Leukemias are a diverse collection of hematopoietic cancers with limited chemotherapeutic treatment options. Patients unsuitable or unable for bone marrow transplantation have a dismal prognosis. Although previous studies have shown that there are only a limited number of potential driver mutations (3-8) per leukemia, there is an extensive heterogeneity of subtypes of disease. Using optical mapping with the Saphyr genome imaging system we confirm what other laboratories have found; that leukemias have additionally approximately 30-70 genomic structural variants per patient. This suggests that these SVs could ascribe the observed heterogeneity and could be responsible for individual pathogenesis of disease. Furthermore, we show that of many these SVs involve genes with functions associated with cellular processes relevant to cancer. Whilst known SVs, such asBCR-ABLtranslocations, are readily detected, multiple novel variants are also uncovered by Saphyr. Here we demonstrate the utility of this technique to uncover potential driver SV events and provide examples of such, some of which are associated with sensitivity and resistance to chemotherapeutics, including the standard of care drug Idarubicin (Idamycin). Finally, optical genome mapping shows 100% concordance with extant cytogenetic analyses, yet with a more streamlined methodology, a greater resolution, and higher sensitivity of detection.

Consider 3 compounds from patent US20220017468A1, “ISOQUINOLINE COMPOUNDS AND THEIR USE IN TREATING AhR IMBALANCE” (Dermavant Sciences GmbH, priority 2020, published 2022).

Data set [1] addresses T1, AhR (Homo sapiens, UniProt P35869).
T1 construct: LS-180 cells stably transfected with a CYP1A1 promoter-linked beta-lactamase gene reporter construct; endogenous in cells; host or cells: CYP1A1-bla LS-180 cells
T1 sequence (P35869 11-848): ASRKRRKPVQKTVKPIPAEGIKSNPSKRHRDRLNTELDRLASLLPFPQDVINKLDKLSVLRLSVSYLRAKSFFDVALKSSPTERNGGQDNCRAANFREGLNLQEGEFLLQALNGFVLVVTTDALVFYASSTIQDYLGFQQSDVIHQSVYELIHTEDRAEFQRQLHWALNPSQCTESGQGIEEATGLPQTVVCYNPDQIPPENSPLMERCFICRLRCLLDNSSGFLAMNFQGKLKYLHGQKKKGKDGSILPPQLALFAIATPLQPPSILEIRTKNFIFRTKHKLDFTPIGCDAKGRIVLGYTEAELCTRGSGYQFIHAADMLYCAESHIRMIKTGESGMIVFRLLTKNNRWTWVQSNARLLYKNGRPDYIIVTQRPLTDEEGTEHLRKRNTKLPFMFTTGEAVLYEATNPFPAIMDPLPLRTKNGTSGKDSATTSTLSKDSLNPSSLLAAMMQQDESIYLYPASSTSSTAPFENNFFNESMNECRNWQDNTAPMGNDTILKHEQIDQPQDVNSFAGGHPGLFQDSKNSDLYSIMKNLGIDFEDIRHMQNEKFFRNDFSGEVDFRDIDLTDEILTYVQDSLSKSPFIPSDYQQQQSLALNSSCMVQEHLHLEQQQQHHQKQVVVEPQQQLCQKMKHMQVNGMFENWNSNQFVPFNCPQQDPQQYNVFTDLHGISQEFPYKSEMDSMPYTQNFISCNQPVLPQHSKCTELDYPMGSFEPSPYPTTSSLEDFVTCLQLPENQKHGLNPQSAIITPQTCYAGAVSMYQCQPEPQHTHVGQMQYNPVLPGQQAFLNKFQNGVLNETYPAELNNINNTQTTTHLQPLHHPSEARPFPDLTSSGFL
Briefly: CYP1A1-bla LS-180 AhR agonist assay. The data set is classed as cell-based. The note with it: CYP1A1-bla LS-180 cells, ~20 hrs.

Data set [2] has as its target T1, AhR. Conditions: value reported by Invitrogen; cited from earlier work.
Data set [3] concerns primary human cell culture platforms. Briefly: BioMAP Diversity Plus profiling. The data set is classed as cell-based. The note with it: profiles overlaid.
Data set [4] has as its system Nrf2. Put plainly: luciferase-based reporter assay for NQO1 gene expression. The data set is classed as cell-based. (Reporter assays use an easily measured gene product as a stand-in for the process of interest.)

Hong:Bionano Genomics:Current Employment.Lee:Bionano Genomics, San Diego:Current Employment.Pang:Bionano Genomics:Current Employment.Lai:Bionano Genomics:Current Employment.Hastie:Bionano Genomics:Current Employment.Vuori:Bionano Genomics:Membership on an entity's Board of Directors or advisory committees.

Author notes


Asterisk with author names denotes non-ASH members.

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